“With a guy like Zach, we know who he is," Wentz said. "Those mistakes don’t happen often. 

"That first ball I definitely threw it harder than it needed to be, and it kind of surprised him a little bit. We came right back to him, and that was huge. 

"I know with a guy like that, confidence is never going to go anywhere, and my confidence in him never is either. The fumble is one of those things you brush off and come right back to him. The guy made some great plays for us today.”

Ertz's 21 receptions are fourth-most in Eagles history after three games and seventh-most ever by any NFL tight end after three games.

Ertz has now played the equivalent of four full seasons in his career, and his 268 catches are seventh-most ever by a tight end after 64 games.

Most importantly, his five catches, 55 yards and touchdown against the Giants Sunday helped the Eagles knock off a division opponent and find their way to 2-1. 

“Last year we didn’t have a lot of wins (in) adverse situations like we faced today," Ertz said. "We weren’t perfect today, anybody in our division is not going to be perfect. But I think it showed a lot about our resilience today and overcoming adverse situations."

Eagles Injury Update: Darren Sproles tore ACL, broke arm on same play

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Associated Press

Eagles Injury Update: Darren Sproles tore ACL, broke arm on same play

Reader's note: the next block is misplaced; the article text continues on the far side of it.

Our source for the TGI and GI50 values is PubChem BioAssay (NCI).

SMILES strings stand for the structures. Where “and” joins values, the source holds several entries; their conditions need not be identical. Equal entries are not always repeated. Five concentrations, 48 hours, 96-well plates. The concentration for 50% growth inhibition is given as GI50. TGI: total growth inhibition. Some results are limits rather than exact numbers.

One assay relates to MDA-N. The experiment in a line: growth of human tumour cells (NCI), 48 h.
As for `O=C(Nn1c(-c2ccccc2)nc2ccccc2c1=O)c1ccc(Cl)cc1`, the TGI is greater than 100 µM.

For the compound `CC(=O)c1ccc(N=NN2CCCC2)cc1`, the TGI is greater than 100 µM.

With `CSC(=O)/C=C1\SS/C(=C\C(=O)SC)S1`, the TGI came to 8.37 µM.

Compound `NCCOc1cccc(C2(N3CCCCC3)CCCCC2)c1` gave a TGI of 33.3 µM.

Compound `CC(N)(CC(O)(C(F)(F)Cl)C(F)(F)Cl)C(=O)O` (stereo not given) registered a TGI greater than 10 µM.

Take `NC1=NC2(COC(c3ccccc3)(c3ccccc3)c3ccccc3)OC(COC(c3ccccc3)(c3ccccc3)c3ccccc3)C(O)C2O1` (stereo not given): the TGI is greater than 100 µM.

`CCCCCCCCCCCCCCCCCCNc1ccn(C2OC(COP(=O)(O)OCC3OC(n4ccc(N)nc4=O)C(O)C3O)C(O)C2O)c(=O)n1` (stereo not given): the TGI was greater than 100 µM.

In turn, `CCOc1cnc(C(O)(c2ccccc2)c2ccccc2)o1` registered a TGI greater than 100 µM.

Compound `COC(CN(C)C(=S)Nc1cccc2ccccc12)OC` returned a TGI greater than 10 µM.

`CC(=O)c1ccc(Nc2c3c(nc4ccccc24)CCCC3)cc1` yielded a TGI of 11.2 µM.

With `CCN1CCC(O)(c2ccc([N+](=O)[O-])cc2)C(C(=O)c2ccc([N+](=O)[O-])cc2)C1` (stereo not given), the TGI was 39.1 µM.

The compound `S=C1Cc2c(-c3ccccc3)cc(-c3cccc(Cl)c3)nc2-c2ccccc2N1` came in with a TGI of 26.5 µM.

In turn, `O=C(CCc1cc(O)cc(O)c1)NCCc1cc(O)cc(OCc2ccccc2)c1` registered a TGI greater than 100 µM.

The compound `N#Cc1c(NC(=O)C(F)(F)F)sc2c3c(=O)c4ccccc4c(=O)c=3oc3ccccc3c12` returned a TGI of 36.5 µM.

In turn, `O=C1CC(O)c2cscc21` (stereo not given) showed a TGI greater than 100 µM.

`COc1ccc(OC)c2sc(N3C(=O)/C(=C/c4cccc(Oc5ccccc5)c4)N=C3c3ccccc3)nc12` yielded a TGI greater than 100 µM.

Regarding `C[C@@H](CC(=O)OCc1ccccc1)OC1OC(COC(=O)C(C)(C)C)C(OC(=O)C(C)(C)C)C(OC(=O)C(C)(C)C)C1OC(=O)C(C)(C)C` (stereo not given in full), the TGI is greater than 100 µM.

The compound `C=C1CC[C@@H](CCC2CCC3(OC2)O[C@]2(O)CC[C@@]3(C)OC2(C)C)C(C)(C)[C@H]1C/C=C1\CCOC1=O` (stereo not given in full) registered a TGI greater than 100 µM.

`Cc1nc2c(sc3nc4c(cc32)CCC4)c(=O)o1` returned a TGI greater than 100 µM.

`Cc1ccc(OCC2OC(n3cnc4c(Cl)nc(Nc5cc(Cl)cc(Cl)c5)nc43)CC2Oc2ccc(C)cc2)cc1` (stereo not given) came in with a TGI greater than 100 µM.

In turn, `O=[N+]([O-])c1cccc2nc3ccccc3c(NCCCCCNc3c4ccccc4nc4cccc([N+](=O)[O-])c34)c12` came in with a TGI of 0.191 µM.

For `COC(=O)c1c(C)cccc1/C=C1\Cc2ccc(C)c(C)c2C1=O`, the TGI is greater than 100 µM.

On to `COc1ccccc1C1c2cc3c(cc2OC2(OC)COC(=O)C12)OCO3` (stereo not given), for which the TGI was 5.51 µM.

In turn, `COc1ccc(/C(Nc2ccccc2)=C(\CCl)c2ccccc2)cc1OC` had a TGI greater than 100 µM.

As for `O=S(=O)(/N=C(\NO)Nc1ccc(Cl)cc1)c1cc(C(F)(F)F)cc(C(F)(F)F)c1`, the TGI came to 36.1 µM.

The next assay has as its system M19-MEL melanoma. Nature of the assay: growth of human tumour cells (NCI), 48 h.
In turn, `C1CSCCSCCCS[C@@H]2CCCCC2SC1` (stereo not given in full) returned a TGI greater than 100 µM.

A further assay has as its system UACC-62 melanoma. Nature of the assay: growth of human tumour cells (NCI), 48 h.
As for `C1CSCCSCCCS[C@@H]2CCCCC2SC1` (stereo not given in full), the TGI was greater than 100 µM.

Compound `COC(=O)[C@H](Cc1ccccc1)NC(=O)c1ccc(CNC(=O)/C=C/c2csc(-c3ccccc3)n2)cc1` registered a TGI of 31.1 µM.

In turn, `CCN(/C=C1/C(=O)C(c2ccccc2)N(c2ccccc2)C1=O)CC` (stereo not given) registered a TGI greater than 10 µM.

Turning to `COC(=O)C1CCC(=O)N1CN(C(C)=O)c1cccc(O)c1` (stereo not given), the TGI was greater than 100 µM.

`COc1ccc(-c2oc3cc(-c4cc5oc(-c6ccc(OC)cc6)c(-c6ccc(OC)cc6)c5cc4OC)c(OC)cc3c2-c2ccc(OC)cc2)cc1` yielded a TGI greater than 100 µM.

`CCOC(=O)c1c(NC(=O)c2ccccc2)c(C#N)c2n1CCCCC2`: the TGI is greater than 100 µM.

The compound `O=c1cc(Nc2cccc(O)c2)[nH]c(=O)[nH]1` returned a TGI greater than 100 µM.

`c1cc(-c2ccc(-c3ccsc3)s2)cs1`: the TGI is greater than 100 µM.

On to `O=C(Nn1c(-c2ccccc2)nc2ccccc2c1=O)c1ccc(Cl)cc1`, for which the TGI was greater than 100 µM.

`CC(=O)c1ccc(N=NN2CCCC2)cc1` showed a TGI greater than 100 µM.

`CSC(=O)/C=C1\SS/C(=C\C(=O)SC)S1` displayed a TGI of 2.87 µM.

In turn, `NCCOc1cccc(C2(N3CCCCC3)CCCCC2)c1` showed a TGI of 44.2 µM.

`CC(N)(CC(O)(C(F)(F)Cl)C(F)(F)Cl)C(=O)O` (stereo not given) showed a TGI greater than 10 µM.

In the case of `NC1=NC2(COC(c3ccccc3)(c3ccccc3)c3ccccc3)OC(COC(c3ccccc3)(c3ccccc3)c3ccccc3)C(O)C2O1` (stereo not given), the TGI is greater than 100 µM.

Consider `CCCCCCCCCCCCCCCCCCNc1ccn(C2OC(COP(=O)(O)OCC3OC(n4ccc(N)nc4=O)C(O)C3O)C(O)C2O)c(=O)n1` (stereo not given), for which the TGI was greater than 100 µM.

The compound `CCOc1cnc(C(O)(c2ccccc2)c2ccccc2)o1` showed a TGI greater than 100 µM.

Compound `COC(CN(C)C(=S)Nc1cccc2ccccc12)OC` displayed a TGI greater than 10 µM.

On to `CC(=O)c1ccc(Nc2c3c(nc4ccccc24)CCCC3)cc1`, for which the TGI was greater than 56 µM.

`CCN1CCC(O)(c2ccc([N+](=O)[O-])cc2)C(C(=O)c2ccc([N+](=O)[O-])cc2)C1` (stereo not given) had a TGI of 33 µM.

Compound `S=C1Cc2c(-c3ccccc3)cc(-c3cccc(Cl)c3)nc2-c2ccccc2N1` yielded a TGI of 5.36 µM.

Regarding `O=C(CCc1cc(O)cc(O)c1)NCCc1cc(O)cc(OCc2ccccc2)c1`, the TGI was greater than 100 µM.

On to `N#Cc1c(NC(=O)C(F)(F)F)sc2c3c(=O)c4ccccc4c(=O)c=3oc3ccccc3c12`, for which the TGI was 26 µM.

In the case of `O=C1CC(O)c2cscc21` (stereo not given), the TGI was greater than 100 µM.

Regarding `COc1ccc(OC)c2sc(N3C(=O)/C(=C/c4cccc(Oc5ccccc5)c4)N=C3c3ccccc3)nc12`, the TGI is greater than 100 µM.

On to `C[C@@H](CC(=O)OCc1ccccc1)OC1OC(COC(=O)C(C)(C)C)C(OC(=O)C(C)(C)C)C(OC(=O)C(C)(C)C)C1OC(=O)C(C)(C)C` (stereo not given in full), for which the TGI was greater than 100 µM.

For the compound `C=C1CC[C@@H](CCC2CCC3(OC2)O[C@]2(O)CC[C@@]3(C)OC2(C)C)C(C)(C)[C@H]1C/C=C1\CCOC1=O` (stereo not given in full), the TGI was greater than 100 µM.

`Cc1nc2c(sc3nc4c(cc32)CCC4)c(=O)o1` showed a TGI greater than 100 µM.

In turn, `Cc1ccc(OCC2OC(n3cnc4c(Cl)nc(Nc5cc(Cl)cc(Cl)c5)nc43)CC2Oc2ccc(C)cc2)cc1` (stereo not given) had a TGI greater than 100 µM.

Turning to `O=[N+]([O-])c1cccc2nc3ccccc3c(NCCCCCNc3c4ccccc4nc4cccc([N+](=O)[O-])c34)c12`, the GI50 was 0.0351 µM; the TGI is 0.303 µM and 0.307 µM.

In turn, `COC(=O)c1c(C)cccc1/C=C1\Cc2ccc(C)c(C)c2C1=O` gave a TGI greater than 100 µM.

Still riding high after a crazy win on Sunday, the Eagles got some bad news the next morning. 

Darren Sproles is done for the season. Maybe for his career. 

Sproles tore his ACL and broke his forearm on the same play on Sunday afternoon at the Linc. The play came early in the second quarter. It first looked like Sproles hurt his knee and was then kicked on his right wrist on the way down. 

ESPN first reported the story. Head coach Doug Pederson announced it at his press conference Monday afternoon. "Double whammy on the play," Pederson said. 

Pederson said the Eagles will likely make a corresponding roster move in the next couple of days. The Eagles started their season with five running backs on the roster but after losing Donnel Pumphrey and now Sproles, they're down to just three. Practice squad player Byron Marshall is a possible roster replacement. 

Sproles will have surgery on his arm on Monday and surgery on his knee later, per the ESPN report. 

The 34-year-old running back once said this would be his final NFL season but then backed off those comments when asked this summer. 

"We're gonna see," he said in June. "Right after we make the playoffs, then come back and ask me." 

It's possible Sproles' career is over, but it's also possible he'll try to make a comeback so his career doesn't end like this. 

After picking up 11 rushing yards on Sunday before leaving the game, Sproles now has 19,155 all-purpose yards in his career. That's the eighth most in NFL history. 

Pederson called the loss of Sproles "devastating" from a special teams aspect. In his absence on Sunday, Torrey Smith took over as the Eagles' punt returner. Smith tweeted after the game that he hasn't returned punts since high school.

"[Smith] has done it in practice in his past," Pederson said. "He's definitely a sure-handed guy back there so he's right now the next guy up." 

Pederson said Fletcher Cox (calf) and Jordan Hicks (ankle), who were both injured in the game, are "OK" but are still day to day.